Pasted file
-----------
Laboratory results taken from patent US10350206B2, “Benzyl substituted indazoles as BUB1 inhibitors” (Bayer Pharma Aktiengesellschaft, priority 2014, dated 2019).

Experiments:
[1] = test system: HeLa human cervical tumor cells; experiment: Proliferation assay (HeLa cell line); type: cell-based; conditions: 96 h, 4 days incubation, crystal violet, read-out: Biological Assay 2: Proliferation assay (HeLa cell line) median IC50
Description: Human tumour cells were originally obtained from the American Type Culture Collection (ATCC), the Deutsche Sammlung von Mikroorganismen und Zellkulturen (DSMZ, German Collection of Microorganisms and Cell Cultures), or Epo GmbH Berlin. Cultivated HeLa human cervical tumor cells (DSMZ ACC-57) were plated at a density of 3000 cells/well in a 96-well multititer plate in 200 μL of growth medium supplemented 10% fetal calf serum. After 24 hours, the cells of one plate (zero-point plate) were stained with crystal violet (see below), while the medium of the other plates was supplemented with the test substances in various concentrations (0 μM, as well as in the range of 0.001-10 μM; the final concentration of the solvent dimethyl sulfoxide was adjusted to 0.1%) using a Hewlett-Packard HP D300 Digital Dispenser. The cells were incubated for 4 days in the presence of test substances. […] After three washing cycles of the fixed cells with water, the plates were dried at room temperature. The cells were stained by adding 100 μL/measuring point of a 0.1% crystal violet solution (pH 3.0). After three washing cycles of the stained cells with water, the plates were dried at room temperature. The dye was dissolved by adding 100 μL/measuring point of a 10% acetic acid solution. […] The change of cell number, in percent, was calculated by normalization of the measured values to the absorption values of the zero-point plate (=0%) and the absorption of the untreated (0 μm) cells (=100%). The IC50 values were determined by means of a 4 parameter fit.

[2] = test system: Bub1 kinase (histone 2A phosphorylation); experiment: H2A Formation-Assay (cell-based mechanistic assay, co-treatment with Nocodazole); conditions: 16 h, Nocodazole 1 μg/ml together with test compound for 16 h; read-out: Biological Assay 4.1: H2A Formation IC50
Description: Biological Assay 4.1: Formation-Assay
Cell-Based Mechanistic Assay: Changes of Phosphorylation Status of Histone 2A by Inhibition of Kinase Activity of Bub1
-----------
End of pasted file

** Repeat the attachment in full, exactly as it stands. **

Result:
Laboratory results taken from patent US10350206B2, “Benzyl substituted indazoles as BUB1 inhibitors” (Bayer Pharma Aktiengesellschaft, priority 2014, dated 2019).

Experiments:
[1] = test system: HeLa human cervical tumor cells; experiment: Proliferation assay (HeLa cell line); type: cell-based; conditions: 96 h, 4 days incubation, crystal violet, read-out: Biological Assay 2: Proliferation assay (HeLa cell line) median IC50
Description: Human tumour cells were originally obtained from the American Type Culture Collection (ATCC), the Deutsche Sammlung von Mikroorganismen und Zellkulturen (DSMZ, German Collection of Microorganisms and Cell Cultures), or Epo GmbH Berlin. Cultivated HeLa human cervical tumor cells (DSMZ ACC-57) were plated at a density of 3000 cells/well in a 96-well multititer plate in 200 μL of growth medium supplemented 10% fetal calf serum. After 24 hours, the cells of one plate (zero-point plate) were stained with crystal violet (see below), while the medium of the other plates was supplemented with the test substances in various concentrations (0 μM, as well as in the range of 0.001-10 μM; the final concentration of the solvent dimethyl sulfoxide was adjusted to 0.1%) using a Hewlett-Packard HP D300 Digital Dispenser. The cells were incubated for 4 days in the presence of test substances. […] After three washing cycles of the fixed cells with water, the plates were dried at room temperature. The cells were stained by adding 100 μL/measuring point of a 0.1% crystal violet solution (pH 3.0). After three washing cycles of the stained cells with water, the plates were dried at room temperature. The dye was dissolved by adding 100 μL/measuring point of a 10% acetic acid solution. […] The change of cell number, in percent, was calculated by normalization of the measured values to the absorption values of the zero-point plate (=0%) and the absorption of the untreated (0 μm) cells (=100%). The IC50 values were determined by means of a 4 parameter fit.

[2] = test system: Bub1 kinase (histone 2A phosphorylation); experiment: H2A Formation-Assay (cell-based mechanistic assay, co-treatment with Nocodazole); conditions: 16 h, Nocodazole 1 μg/ml together with test compound for 16 h; read-out: Biological Assay 4.1: H2A Formation IC50
Description: Biological Assay 4.1: Formation-Assay
Cell-Based Mechanistic Assay: Changes of Phosphorylation Status of Histone 2A by Inhibition of Kinase Activity of Bub1